What is GDPR?

The General Data Protection Regulation (GDPR) is a new set of regulations intended to protect the personal data of European Union (EU) citizens. GDRP applies to anyone doing business with European Union (EU) citizens by regulating the ways in which businesses store and share such data. GDPR went into effect on May 25, 2018.

You can find the full text here. below are the highlights of the GDPR.

Why GDPR is important

If your organization conducts business in the EU or plans to do so in the future, you must implement systems to achieve and maintain GDPR compliance with GDPR’s core provisions. This includes customer data within your email system, data that is transmitted through your network, and data collected by your website.

Highlights of the GDPR

The General Data Protection Regulation harmonizes and unifies data protection for natural person resident within the European Union

  • Came into force in May 2016, effective May 2018
  • Expands existing rights of data subjects
  • Applies to all organizations processing the data of EU subjects
  • Direct obligations on both data controllers and processors
  • Data breach notification requirements within 72 hours
  • Fines of up to €20m or 4% annual worldwide turnover for non-compliance.

Key definitions

Data subjects - the natural person to whom the personal data relates

Personal Data - any information relating to an identified or identifiable data subject such as a name, an identification number, location data, etc.

Processing – a broad concept that includes almost anything that you can do with personal data, including collection, storage, use, and destruction. Disclosure is also one form of processing.

Data controller - a person who (either alone or jointly or in common with other persons) determines the purpose for which and the manner in which any personal data are, or are to be, processed.

Data processor - any person (other than the employee of the data controller) who processes the data on behalf of the data controller.

Six privacy principles under the GDPR:

  • Lawfulness, fairness, and transparency- informing data subjects of the kind of processing that will take place
  • Purpose limitations - Organizations need to think about why personal data is being collected and if it is absolutely necessary
  • Data minimization - No more than the minimum amount of data should be kept for a specific processing
  • Accuracy - Data stored or processed must be accurate and kept up to date
  • Storage limitations- Data retention considerations
  • Integrity and confidentiality - Requirements on how data is processed, stored and protected.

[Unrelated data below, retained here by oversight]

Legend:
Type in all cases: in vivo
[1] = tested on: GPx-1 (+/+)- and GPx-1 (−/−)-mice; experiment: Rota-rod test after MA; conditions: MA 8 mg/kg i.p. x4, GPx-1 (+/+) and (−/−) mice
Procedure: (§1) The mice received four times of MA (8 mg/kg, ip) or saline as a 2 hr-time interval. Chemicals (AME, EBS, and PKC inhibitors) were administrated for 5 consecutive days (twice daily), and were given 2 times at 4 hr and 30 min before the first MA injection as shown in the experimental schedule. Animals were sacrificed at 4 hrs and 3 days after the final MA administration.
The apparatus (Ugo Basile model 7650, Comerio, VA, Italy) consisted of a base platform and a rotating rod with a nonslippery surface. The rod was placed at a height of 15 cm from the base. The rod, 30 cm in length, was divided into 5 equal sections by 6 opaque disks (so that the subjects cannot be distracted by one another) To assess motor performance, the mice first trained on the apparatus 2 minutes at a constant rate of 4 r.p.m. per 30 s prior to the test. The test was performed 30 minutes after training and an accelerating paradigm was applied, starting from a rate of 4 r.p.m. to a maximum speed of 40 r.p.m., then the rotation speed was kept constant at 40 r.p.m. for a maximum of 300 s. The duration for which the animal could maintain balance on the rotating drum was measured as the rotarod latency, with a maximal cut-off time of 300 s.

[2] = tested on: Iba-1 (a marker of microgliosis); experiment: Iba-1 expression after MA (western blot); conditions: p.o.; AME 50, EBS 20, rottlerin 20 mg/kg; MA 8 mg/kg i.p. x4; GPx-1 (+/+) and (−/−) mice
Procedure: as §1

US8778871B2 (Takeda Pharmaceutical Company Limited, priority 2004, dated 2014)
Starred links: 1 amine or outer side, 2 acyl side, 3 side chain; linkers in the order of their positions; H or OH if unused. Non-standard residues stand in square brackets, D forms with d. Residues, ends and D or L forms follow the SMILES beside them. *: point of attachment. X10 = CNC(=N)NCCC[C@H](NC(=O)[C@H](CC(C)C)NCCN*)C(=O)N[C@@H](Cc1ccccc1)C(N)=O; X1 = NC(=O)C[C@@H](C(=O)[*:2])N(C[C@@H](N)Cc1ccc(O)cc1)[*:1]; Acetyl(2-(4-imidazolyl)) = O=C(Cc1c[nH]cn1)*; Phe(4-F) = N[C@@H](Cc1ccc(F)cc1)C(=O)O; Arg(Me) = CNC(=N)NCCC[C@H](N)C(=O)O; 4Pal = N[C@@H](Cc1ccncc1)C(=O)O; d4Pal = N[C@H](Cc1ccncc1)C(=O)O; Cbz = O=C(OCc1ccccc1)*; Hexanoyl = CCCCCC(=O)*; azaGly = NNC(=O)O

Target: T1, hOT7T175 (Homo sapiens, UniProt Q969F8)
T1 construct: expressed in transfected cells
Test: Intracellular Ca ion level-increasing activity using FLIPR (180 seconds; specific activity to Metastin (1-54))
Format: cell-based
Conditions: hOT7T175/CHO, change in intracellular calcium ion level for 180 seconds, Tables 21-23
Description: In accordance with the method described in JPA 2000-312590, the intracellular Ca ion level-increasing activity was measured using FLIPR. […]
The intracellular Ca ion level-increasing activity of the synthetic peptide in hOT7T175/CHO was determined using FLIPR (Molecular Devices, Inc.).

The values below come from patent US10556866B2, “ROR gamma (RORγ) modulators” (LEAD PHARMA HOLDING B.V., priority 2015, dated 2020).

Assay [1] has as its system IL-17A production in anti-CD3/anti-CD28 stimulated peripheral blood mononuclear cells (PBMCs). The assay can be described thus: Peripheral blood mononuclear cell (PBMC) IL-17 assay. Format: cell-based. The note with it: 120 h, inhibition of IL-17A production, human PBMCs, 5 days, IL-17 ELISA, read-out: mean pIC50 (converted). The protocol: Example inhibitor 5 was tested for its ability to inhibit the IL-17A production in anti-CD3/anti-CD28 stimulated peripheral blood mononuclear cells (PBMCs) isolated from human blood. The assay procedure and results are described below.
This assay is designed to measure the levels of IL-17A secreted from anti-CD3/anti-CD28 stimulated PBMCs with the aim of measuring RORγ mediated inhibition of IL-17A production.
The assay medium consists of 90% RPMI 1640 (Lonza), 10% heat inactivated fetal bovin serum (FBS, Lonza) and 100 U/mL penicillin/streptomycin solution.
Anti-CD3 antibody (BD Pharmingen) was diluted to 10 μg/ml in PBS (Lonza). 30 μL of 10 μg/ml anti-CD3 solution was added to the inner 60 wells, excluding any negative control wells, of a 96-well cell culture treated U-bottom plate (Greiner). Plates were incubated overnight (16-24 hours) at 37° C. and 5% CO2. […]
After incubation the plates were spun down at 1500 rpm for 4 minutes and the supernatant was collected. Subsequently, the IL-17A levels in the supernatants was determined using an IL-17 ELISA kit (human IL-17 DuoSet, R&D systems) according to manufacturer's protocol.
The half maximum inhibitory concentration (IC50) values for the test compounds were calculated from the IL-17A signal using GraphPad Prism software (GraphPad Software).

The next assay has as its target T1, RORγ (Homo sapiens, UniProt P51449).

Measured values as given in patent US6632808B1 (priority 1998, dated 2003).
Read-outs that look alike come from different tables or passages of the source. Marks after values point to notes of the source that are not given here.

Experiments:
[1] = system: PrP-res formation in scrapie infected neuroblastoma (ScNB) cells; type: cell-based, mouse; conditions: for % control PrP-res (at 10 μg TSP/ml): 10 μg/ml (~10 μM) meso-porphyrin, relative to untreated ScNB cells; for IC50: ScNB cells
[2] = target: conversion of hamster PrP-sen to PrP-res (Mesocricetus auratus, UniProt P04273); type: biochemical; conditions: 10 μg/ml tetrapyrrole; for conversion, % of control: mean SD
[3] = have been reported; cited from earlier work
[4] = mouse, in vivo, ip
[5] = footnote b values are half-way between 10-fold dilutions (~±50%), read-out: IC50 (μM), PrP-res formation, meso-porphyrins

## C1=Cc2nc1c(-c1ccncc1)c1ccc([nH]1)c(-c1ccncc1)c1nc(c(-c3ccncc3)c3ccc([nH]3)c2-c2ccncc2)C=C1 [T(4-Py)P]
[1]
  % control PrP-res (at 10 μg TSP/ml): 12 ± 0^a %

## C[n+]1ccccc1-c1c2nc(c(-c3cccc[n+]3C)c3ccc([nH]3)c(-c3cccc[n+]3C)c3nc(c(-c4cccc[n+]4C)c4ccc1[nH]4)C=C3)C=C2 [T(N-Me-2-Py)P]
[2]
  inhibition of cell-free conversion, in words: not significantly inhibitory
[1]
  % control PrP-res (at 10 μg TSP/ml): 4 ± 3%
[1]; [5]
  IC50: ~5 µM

Data Controller Vs Data Processor

The concept of the data controller and its interaction with the concept of data processor plays a crucial role in the implementation of the Regulations. The data controller remains primarily responsible for ensuring their processing complies with the Regulations, whether they do it internally or engage a data processor. Where roles and responsibilities are unclear, they will need to be clarified to ensure that personal data is processed in accordance with data protection principles.

The GDPR places direct obligations on data processors. These obligations mean that data processors may be subject to direct enforcement by supervisory authorities, serious fines for non-compliance, and compensation claims by data subjects for any damage caused by breaching the GDPR.

Key highlights of the GDPR


GDPR hightlights


  1. The extraterritorial reach of the GDPR

The Regulation primarily applies to businesses established in the Union. However, it will also apply to businesses based outside the Union that offer goods and services to, or monitor, individuals in the Union.

Action point:

You will need to ascertain the extent to which the GDPR applies to you and begin to take steps to mitigate the level of exposure in order to comply.

You will need to appoint a representative in the Union, subject to certain limited exemptions. The representative may have to accept liability for breaches of the Regulation.


  1. Consent

Obtaining consent from an individual will be necessary to justify processing their personal data.

Individuals can also withdraw their consent at any time.

Consent to transfer personal data must also be explicit.

Action point:

You will need to review how you are seeking, obtaining and recording consent and whether you need to make any changes.


  1. Rights of data subjects

These include;

  • Access their own personal data
  • Rectify inaccurate data and challenge automated decisions about them
  • Right to object to direct marketing
  • Right to be forgotten
  • The right to data portability.
  • The new rights are complex and it is not clear how they will operate in practice.

Action point:

Check internal procedures to ensure the day-to-day operations support all data subject rights, including how you would delete personal data or provide data electronically and in a commonly used format.